Wireless and Steam Link: The best wireless set up for Steam Link is a dual band network that includes the router and the PC. On the 5k network, there is less interference; however, your spouse and their sudden desire for microwave popcorn still might ruin your current in-game objective! Steam Link is fully capable of playing 1080P games on wireless, but the best performance is going to be via a wired connection. Other wireless factors include such mundane nuisances as “are you in an apartment,” “do you live near interferance,” and “do you use antique cordless phones?”
Beyond the hardware and network requirements for gaming with a Steam Link, the other requirement is “Steam” itself. While not delving too much into the pro’s and cons of Steam, it does have to be touched upon. To use Steam Link, one needs a Steam account and to have it installed on their PC. While there are still some detractors to the service, most of the concerns have either been addressed or lost in the annals of general progress over time. (DRM via an online account comes to mind. I bet a lot of those making that argument have no issues buying an album on iTunes!) For the scant few who may not be familiar with the Steam service, it is a marketplace and DRM service for the PC video-game industry with it’s own application allowing for common settings between games, the purchase of “DLC,” and even some video content. The newer “Big Picture” interface for Steam is used via the Steam Link to navigate the service on the TV, and was designed for use by a controller interface. This said interface is available to the desktop version of Steam, so it can be explored without the actual device.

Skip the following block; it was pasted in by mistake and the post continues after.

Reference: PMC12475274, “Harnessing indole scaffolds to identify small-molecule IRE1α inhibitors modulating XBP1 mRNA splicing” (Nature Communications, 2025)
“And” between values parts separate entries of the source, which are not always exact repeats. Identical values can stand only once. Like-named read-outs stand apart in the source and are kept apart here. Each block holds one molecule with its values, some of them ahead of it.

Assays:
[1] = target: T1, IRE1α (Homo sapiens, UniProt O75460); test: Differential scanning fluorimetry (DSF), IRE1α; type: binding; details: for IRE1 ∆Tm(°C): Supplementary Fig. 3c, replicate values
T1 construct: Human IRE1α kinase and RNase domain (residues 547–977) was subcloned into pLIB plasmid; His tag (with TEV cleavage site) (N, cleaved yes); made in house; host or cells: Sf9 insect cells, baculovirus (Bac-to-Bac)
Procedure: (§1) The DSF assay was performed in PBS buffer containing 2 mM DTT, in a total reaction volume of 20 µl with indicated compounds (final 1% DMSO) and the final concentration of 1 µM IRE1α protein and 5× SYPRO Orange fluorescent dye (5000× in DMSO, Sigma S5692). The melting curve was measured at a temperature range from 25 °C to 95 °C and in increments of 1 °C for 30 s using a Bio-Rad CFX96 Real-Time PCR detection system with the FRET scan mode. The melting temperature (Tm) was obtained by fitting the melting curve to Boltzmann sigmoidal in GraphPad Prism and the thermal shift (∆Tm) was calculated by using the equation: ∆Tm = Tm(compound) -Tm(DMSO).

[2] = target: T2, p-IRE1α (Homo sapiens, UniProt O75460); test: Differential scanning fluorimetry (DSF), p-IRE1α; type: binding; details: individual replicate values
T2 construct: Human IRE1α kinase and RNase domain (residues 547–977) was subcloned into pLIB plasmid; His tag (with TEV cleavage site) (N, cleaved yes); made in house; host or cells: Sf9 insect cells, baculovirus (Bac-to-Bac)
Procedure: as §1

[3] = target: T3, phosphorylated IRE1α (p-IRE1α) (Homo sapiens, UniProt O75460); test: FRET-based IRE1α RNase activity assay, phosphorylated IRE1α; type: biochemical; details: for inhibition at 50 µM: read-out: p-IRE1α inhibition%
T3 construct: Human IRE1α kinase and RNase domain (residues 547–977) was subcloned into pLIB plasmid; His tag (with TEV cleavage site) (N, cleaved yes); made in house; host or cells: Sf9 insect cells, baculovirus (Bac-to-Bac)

The pro’s and con’s of the Steam Link are really very dependent upon the user, their set up, and the equipment that they may already have. If someone is a gamer, or have other gamers in the household, then chances are that a lot of the required material and infrastructure is there. If you’ve got access to a wireless or wired network, a gaming capable PC, controllers (PC, Xbox 360/One, PS4, etc), an HDMI connected TV, a Steam account, and the gumption to tweak settings then you’re likely only missing the Steam Link itself. If you’re one of those people who’s only “network” is the internet from their cellphone and their game system is a variation of solitare; then, setting this up would be an expensive and tedious venture.
In closing the Steam Link is a remarkable device that utilizes a home network to deliver the PC gaming experience to the living room TV. It does so fairly well with some minimal set-up, though it does benefit from an existing selection of common gaming peripherals. If you noticed that the price wasn’t included in this review/overview, then skipping to the end was the right choice. The price of this gadget can vary wildly due to Steam’s sales. The MSRP is $50, but can often be seen in various sales for different amounts; including the Steam Summer Sale for as little as $15. I also skipped over the “Steam Skins” for the device due to the fact that they’re, well, stickers. You know, those paper or vinyl prints with sticky stuff on the back. Again, at the end of the story, this device is actually not a bad investment if, as a consumer, you fit the target audience.